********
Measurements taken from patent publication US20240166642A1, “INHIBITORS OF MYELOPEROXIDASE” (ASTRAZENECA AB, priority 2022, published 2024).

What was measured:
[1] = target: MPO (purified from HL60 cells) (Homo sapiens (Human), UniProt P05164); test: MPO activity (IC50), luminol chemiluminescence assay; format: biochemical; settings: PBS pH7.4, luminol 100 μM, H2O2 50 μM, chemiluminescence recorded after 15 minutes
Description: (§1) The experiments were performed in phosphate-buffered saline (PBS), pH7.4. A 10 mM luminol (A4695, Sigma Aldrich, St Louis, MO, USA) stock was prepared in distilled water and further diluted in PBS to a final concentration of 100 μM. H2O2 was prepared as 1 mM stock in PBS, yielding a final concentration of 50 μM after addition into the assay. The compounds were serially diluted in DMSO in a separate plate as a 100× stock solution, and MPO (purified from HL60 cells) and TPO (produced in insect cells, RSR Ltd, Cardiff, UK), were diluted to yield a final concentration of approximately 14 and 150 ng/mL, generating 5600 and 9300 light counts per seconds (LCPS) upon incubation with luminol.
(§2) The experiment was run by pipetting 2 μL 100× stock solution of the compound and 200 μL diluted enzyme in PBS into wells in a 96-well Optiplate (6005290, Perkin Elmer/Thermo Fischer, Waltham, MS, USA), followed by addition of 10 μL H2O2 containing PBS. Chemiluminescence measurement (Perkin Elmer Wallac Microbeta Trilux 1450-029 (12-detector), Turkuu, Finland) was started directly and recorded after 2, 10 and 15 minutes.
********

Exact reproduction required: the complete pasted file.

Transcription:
Measurements taken from patent publication US20240166642A1, “INHIBITORS OF MYELOPEROXIDASE” (ASTRAZENECA AB, priority 2022, published 2024).

What was measured:
[1] = target: MPO (purified from HL60 cells) (Homo sapiens (Human), UniProt P05164); test: MPO activity (IC50), luminol chemiluminescence assay; format: biochemical; settings: PBS pH7.4, luminol 100 μM, H2O2 50 μM, chemiluminescence recorded after 15 minutes
Description: (§1) The experiments were performed in phosphate-buffered saline (PBS), pH7.4. A 10 mM luminol (A4695, Sigma Aldrich, St Louis, MO, USA) stock was prepared in distilled water and further diluted in PBS to a final concentration of 100 μM. H2O2 was prepared as 1 mM stock in PBS, yielding a final concentration of 50 μM after addition into the assay. The compounds were serially diluted in DMSO in a separate plate as a 100× stock solution, and MPO (purified from HL60 cells) and TPO (produced in insect cells, RSR Ltd, Cardiff, UK), were diluted to yield a final concentration of approximately 14 and 150 ng/mL, generating 5600 and 9300 light counts per seconds (LCPS) upon incubation with luminol.
(§2) The experiment was run by pipetting 2 μL 100× stock solution of the compound and 200 μL diluted enzyme in PBS into wells in a 96-well Optiplate (6005290, Perkin Elmer/Thermo Fischer, Waltham, MS, USA), followed by addition of 10 μL H2O2 containing PBS. Chemiluminescence measurement (Perkin Elmer Wallac Microbeta Trilux 1450-029 (12-detector), Turkuu, Finland) was started directly and recorded after 2, 10 and 15 minutes.